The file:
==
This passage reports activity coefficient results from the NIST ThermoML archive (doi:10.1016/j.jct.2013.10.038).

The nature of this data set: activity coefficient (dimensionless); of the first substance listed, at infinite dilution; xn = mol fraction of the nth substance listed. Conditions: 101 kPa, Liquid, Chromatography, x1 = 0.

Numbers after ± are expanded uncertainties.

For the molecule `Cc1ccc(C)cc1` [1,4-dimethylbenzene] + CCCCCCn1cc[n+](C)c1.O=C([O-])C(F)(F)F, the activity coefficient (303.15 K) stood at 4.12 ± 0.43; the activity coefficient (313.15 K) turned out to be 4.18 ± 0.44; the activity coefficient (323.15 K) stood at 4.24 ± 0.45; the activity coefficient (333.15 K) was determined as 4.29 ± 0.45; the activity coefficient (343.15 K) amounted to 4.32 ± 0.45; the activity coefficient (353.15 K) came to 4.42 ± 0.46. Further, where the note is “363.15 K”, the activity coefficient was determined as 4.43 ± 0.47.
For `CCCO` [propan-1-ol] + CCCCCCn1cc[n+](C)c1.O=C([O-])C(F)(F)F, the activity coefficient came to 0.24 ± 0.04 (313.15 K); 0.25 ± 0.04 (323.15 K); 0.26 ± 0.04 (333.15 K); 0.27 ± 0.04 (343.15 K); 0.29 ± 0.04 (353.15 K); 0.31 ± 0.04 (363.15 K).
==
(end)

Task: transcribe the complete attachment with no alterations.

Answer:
This passage reports activity coefficient results from the NIST ThermoML archive (doi:10.1016/j.jct.2013.10.038).

The nature of this data set: activity coefficient (dimensionless); of the first substance listed, at infinite dilution; xn = mol fraction of the nth substance listed. Conditions: 101 kPa, Liquid, Chromatography, x1 = 0.

Numbers after ± are expanded uncertainties.

For the molecule `Cc1ccc(C)cc1` [1,4-dimethylbenzene] + CCCCCCn1cc[n+](C)c1.O=C([O-])C(F)(F)F, the activity coefficient (303.15 K) stood at 4.12 ± 0.43; the activity coefficient (313.15 K) turned out to be 4.18 ± 0.44; the activity coefficient (323.15 K) stood at 4.24 ± 0.45; the activity coefficient (333.15 K) was determined as 4.29 ± 0.45; the activity coefficient (343.15 K) amounted to 4.32 ± 0.45; the activity coefficient (353.15 K) came to 4.42 ± 0.46. Further, where the note is “363.15 K”, the activity coefficient was determined as 4.43 ± 0.47.
For `CCCO` [propan-1-ol] + CCCCCCn1cc[n+](C)c1.O=C([O-])C(F)(F)F, the activity coefficient came to 0.24 ± 0.04 (313.15 K); 0.25 ± 0.04 (323.15 K); 0.26 ± 0.04 (333.15 K); 0.27 ± 0.04 (343.15 K); 0.29 ± 0.04 (353.15 K); 0.31 ± 0.04 (363.15 K).